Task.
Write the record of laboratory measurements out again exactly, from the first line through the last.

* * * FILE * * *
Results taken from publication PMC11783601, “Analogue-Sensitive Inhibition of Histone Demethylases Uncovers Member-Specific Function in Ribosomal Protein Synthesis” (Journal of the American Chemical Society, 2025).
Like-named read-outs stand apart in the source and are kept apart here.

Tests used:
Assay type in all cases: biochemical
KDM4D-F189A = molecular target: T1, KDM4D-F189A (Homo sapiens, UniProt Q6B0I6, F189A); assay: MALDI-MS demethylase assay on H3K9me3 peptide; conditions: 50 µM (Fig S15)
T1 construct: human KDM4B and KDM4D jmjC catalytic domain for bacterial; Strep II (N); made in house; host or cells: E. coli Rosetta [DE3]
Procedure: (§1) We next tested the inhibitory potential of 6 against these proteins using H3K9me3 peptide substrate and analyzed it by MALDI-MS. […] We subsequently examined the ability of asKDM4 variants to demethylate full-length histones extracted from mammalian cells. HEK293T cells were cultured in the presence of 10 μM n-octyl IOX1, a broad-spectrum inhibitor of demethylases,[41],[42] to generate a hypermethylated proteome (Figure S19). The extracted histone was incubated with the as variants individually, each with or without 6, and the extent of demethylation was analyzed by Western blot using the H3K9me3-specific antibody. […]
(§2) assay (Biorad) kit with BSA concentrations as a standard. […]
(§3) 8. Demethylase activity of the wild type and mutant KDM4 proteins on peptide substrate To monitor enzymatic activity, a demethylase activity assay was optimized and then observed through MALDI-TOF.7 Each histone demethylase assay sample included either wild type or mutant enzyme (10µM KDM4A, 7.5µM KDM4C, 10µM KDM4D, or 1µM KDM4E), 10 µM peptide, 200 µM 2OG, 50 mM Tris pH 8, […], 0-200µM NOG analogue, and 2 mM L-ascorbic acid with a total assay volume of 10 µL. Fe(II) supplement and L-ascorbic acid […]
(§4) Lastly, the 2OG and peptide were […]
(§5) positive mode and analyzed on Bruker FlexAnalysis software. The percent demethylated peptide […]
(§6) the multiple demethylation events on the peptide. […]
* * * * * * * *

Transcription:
Results taken from publication PMC11783601, “Analogue-Sensitive Inhibition of Histone Demethylases Uncovers Member-Specific Function in Ribosomal Protein Synthesis” (Journal of the American Chemical Society, 2025).
Like-named read-outs stand apart in the source and are kept apart here.

Tests used:
Assay type in all cases: biochemical
KDM4D-F189A = molecular target: T1, KDM4D-F189A (Homo sapiens, UniProt Q6B0I6, F189A); assay: MALDI-MS demethylase assay on H3K9me3 peptide; conditions: 50 µM (Fig S15)
T1 construct: human KDM4B and KDM4D jmjC catalytic domain for bacterial; Strep II (N); made in house; host or cells: E. coli Rosetta [DE3]
Procedure: (§1) We next tested the inhibitory potential of 6 against these proteins using H3K9me3 peptide substrate and analyzed it by MALDI-MS. […] We subsequently examined the ability of asKDM4 variants to demethylate full-length histones extracted from mammalian cells. HEK293T cells were cultured in the presence of 10 μM n-octyl IOX1, a broad-spectrum inhibitor of demethylases,[41],[42] to generate a hypermethylated proteome (Figure S19). The extracted histone was incubated with the as variants individually, each with or without 6, and the extent of demethylation was analyzed by Western blot using the H3K9me3-specific antibody. […]
(§2) assay (Biorad) kit with BSA concentrations as a standard. […]
(§3) 8. Demethylase activity of the wild type and mutant KDM4 proteins on peptide substrate To monitor enzymatic activity, a demethylase activity assay was optimized and then observed through MALDI-TOF.7 Each histone demethylase assay sample included either wild type or mutant enzyme (10µM KDM4A, 7.5µM KDM4C, 10µM KDM4D, or 1µM KDM4E), 10 µM peptide, 200 µM 2OG, 50 mM Tris pH 8, […], 0-200µM NOG analogue, and 2 mM L-ascorbic acid with a total assay volume of 10 µL. Fe(II) supplement and L-ascorbic acid […]
(§4) Lastly, the 2OG and peptide were […]
(§5) positive mode and analyzed on Bruker FlexAnalysis software. The percent demethylated peptide […]
(§6) the multiple demethylation events on the peptide. […]